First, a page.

Most of us in the library profession are high achievers aren’t we?
Our attention to detail has likely saved that flyer or that web page more than once from putting out incorrect information to a large amount of people. Can you imagine if that error would have gone out? Some of us might start sweating a bit just thinking about it.
Project planning? That’s our specialty! Months ahead we’re already thinking about decorations for the summer learning kickoff program or what the posters will look like for our annual film festival. Closer to the event itself we might even go so far as to lose sleep and take over most of the work ourselves just so we can make sure it’s done ‘right’.
Low attendance to a program? We’re likely mortified! We lose sleep again in thinking about how we could have gotten more teens to attend this author program that was advertised for months. The regular teen visitors even assured you they were coming. What could possibly have gone wrong?
Are you a perfectionist?
While having high expectations isn’t a bad characteristic-it is in fact an even necessary one to some degree if we want to stay relevant to the communities we serve. Having high standards doesn’t have to equate with being a perfectionist but sometimes the lines can get easily blurred.
I wouldn’t be able to write this post if I myself weren’t perfect, right? I don’t have a background in psychology but I definitely have insight into some of the habits that I have to achieve ‘perfection’.
One of the tell tale ways I know my perfectionism gets in the way of performing (i.e. writing, speaking, planning) is that I will procrastinate. No, I’m not spending productive time planning in my head, I’m intensely avoiding the task and finding other things to occupy my time with (my, how long has it been since the house has had a good cleaning?). As you can guess this doesn’t move me closer toward being a strong leader, but with awareness and balance, I can avoid being sucked completely into the sand.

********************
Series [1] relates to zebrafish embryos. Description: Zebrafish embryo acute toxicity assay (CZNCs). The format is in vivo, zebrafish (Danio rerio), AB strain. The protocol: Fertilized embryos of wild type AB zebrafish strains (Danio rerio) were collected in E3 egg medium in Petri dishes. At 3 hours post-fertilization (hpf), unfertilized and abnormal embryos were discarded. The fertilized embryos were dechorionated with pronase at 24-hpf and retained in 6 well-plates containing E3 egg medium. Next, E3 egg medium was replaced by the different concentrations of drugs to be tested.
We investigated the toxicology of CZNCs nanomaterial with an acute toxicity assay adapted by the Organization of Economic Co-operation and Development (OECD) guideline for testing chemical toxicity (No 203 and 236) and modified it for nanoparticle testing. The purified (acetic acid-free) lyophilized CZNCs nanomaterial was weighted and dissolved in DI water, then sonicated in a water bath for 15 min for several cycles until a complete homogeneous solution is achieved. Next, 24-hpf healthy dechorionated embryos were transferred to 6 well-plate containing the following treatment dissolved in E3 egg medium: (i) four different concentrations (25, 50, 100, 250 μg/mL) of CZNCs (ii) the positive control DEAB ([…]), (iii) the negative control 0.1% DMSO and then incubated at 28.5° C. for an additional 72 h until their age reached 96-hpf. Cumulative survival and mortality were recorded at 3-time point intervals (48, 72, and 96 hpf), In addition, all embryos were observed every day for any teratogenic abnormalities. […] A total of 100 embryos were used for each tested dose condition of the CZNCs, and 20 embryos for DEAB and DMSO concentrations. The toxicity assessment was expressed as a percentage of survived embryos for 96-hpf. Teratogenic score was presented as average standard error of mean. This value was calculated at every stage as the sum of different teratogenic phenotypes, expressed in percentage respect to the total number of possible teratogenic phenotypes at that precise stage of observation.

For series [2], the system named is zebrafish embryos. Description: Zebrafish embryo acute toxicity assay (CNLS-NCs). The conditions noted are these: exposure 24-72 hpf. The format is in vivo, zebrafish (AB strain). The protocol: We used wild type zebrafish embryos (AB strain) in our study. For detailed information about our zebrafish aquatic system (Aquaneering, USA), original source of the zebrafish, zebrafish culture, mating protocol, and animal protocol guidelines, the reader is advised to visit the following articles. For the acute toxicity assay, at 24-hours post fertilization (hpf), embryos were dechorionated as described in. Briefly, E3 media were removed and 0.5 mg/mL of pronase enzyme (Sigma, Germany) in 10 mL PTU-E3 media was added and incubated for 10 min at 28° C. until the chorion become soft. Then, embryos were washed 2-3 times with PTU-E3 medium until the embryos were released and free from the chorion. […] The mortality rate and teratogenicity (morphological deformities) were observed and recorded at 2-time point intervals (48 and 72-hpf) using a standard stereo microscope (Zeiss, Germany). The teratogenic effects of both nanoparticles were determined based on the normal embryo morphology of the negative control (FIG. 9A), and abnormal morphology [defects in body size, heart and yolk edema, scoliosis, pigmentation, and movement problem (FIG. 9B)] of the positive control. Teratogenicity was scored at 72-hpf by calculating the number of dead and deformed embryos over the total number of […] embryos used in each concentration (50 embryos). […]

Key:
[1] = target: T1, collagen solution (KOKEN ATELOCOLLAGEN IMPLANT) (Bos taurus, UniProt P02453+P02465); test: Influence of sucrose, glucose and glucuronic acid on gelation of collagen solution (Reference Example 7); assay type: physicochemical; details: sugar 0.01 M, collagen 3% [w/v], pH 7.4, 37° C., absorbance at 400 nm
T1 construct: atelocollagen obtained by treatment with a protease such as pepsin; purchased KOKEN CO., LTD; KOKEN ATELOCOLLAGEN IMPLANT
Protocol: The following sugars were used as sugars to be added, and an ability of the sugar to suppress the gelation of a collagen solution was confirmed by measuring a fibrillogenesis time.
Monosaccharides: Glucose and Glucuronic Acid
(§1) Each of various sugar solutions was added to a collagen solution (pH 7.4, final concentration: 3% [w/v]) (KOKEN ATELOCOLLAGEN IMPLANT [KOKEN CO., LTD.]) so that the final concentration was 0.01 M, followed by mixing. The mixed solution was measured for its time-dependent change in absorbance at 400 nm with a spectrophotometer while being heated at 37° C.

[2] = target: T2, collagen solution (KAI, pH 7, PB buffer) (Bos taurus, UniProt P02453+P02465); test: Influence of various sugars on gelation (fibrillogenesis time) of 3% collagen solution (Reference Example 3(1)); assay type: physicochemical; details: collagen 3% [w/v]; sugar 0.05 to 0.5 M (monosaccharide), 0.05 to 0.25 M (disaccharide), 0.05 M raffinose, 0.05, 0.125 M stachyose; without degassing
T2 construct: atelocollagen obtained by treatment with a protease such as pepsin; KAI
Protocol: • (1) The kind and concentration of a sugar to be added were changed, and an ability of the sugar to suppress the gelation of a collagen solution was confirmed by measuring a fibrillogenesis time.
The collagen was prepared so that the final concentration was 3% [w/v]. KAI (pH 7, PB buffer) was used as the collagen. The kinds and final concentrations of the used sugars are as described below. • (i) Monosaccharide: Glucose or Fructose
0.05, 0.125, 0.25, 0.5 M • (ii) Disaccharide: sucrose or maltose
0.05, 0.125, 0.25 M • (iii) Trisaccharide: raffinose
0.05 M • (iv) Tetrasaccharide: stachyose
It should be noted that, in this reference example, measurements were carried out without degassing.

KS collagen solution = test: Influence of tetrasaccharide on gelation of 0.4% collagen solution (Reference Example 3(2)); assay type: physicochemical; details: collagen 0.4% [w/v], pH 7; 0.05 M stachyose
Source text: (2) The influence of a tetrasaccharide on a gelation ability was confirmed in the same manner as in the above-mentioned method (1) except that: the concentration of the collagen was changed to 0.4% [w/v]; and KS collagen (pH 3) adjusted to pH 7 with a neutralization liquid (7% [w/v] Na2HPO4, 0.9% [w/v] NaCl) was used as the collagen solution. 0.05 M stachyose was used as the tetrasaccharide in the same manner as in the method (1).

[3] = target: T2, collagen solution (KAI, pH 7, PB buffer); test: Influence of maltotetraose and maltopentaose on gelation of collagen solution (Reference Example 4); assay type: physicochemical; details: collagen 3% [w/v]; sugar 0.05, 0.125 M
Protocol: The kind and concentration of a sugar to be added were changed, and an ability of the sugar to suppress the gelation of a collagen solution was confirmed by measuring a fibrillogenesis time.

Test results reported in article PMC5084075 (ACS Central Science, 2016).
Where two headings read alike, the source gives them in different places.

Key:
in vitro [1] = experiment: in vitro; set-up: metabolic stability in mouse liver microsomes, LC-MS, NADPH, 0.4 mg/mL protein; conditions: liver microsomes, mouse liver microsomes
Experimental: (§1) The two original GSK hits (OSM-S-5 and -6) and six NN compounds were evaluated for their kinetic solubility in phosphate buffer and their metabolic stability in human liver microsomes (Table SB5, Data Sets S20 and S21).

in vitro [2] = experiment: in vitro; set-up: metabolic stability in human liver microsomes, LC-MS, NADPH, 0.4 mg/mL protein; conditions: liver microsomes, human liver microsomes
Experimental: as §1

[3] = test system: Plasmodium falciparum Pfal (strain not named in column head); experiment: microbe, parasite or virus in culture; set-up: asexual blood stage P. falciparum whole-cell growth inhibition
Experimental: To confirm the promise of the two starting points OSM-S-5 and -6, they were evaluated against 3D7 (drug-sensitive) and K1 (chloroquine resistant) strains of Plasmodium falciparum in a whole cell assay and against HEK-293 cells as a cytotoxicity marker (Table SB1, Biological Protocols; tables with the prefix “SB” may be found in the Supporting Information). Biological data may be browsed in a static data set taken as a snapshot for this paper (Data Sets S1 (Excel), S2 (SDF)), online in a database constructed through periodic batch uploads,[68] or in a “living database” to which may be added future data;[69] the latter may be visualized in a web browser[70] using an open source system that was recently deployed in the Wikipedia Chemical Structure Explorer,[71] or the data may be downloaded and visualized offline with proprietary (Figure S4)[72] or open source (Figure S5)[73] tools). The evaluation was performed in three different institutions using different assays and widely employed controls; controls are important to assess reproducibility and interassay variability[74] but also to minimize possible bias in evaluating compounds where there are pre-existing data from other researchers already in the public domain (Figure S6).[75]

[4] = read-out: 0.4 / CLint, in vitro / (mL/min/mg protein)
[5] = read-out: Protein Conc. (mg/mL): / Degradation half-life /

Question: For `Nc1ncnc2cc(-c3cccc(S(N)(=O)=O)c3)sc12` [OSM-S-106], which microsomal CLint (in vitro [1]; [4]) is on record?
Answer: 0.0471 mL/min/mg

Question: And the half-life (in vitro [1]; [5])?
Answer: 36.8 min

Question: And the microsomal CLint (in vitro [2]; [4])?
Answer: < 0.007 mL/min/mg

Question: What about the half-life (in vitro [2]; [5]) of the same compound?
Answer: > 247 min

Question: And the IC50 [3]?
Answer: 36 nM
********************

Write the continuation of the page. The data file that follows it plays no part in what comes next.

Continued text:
You might also notice some signs in your own behavior of when you’ve entered the ‘perfectionist zone’ and refuse to accept anything less. If you’re not sure, ask your loyal coworkers or the teens you serve and they will probably be nothing short of honest!
If you’re still not sure, here’s a few signs that you might be a perfectionist adapted from the blog post; 10 Ways to Tell if You Are a Perfectionist, accessed September 26, 2015.
-You’re overly critical of mistakes. Not only your own but others as well. While you might be the go to person when it comes to editing the monthly programming calendar, you might also be the colleague that people shy away from if your attention to detail becomes overbearing. Do you catch yourself constantly telling teens to tuck in their shirt or tie their shoes? Some support on their appearance can be welcome but too much might make them want to avoid you.
-You spend a lot of time perfecting something. You might feel like your coworkers are able to manage a lot of balls in the air with planning various programs, going to meetings throughout the day, and still finding time to weed the collection. Your time might be spent on focusing on that Freedom to Read book display for the past two weeks. While it no doubt looks marvelously eye catching, you might be able to even do more if you consider your work on it done.
-You’re more into competing on everything rather than focusing on a few things that deserve your attention. Is your department putting on a fall themed film festival and you each have a different station you’re in charge of? Yours has to be the most festive and popular not to mention the three other unrelated activities that you’re having a contest (with yourself) to be the best at.